Severe Acute Respiratory Syndrome Coronavirus 2 Convalescent Plasma Versus Standard Plasma in Coronavirus Disease 2019 Infected Hospitalized Patients in New York: A Double-Blind Randomized Trial

Crit Care Med. 2021 Apr 16. doi: 10.1097/CCM.0000000000005066. Online ahead of print.

Abstract

Objectives: Four peer-reviewed publications have reported results from randomized controlled trials of convalescent plasma for coronavirus disease 2019 infection; none were conducted in the United States nor used standard plasma as a comparator. To determine if administration of convalescent plasma to patients with coronavirus disease 2019 increases antibodies to severe acute respiratory syndrome coronavirus 2 and improves outcome.

Design: Double-blind randomized controlled trial.

Setting: Hospital in New York.

Patients: Patients with polymerase chain reaction documented coronavirus disease 2019 infection.

Interventions: Patients were randomized (4:1) to receive 2 U of convalescent plasma versus standard plasma. Antibodies to severe acute respiratory syndrome coronavirus 2 were measured in plasma units and in trial recipients.

Measurements and main results: Enrollment was terminated after emergency use authorization was granted for convalescent plasma. Seventy-four patients were randomized. At baseline, mean (SD) Acute Physiology and Chronic Health Evaluation II score (23.4 [5.6] and 22.5 [6.6]), percent of patients intubated (19% and 20%), and median (interquartile range) days from symptom onset to randomization of 9 (6-18) and 9 (6-15), were similar in the convalescent plasma versus standard plasma arms, respectively. Convalescent plasma had high neutralizing activity (median [interquartile range] titer 1:526 [1:359-1:786]) and its administration increased antibodies to severe acute respiratory syndrome coronavirus 2 by 14.4%, whereas standard plasma administration led to an 8.6% decrease (p = 0.005). No difference was observed for ventilator-free days through 28 days (primary study endpoint): median (interquartile range) of 28 (2-28) versus 28 (0-28; p = 0.86) for the convalescent plasma and standard plasma groups, respectively. A greater than or equal to 2 point improvement in the World Health Organization scale was achieved by 20% of subjects in both arms (p = 0.99). All-cause mortality through 90 days was numerically lower in the convalescent plasma versus standard plasma groups (27% vs 33%; p = 0.63) but did not achieve statistical significance. A key prespecified subgroup analysis of time to death in patients who were intubated at baseline was statistically significant; however, sample size numbers were small.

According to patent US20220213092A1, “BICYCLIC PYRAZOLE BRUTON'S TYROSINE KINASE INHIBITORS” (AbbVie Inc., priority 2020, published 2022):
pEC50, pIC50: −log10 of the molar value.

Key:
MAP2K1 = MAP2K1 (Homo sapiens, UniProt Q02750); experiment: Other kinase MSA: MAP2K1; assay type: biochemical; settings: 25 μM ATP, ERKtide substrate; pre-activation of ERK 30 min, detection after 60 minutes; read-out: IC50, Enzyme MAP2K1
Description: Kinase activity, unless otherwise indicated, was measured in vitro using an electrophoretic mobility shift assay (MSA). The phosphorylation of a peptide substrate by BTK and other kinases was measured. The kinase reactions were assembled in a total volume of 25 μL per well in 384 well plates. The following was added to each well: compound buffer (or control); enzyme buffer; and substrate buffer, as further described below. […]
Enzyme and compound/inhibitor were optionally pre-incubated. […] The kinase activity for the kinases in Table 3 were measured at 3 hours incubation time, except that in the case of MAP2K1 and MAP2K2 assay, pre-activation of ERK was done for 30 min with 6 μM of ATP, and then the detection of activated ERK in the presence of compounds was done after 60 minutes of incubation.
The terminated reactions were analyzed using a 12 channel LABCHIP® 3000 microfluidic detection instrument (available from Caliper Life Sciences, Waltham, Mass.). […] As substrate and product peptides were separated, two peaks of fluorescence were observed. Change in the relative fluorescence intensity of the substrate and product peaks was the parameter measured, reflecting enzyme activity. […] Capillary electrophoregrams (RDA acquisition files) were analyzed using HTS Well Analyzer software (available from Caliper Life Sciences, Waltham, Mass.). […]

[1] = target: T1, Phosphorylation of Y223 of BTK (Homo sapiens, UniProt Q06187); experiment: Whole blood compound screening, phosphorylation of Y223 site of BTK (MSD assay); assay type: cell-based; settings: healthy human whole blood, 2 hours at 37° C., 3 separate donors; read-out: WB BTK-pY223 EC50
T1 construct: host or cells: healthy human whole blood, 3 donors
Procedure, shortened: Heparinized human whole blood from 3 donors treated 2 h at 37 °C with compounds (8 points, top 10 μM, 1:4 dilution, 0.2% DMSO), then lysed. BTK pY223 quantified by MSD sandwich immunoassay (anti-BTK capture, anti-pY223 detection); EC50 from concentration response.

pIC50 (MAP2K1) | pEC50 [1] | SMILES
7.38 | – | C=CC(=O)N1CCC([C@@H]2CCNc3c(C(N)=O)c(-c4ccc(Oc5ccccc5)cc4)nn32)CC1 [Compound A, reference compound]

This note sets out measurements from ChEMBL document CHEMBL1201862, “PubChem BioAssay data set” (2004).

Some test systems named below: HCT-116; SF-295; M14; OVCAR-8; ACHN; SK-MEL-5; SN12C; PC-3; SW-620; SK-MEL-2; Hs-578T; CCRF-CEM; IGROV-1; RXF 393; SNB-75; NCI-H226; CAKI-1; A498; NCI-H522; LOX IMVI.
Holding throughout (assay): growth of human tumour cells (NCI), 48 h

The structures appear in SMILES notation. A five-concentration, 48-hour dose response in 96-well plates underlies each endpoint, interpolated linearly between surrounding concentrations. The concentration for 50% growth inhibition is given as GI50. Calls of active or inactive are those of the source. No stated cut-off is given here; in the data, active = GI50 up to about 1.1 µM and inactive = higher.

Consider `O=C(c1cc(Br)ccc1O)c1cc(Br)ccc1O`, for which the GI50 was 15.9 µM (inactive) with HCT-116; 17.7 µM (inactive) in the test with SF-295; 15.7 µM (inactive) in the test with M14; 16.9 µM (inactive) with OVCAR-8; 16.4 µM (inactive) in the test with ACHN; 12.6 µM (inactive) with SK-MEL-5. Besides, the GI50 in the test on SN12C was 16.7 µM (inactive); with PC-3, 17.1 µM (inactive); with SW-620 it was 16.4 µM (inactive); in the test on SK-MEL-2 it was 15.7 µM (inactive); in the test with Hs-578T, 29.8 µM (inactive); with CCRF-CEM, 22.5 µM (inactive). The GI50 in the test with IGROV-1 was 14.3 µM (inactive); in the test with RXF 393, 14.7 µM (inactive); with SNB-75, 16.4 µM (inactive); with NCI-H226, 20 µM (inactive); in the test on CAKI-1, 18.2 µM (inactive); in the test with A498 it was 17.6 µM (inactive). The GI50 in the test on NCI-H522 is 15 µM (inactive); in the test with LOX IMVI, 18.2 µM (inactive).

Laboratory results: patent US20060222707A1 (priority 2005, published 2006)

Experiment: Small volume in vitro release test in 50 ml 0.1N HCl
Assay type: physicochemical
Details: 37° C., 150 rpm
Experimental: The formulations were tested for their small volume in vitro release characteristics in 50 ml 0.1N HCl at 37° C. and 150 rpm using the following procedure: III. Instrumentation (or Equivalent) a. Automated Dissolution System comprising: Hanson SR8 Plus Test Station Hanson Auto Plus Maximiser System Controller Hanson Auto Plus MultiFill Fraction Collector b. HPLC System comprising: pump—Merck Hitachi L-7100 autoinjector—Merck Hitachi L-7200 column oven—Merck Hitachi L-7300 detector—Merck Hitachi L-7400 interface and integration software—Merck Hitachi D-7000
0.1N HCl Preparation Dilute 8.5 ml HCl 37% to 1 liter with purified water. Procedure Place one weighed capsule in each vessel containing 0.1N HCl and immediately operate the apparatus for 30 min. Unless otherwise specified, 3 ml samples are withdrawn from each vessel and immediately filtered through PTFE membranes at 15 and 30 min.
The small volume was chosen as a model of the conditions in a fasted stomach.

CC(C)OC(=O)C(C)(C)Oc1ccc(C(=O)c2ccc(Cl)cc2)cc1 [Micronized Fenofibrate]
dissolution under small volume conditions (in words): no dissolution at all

Conclusions: Administration of convalescent plasma to hospitalized patients with coronavirus disease 2019 infection increased antibodies to severe acute respiratory syndrome coronavirus disease 2 but was not associated with improved outcome.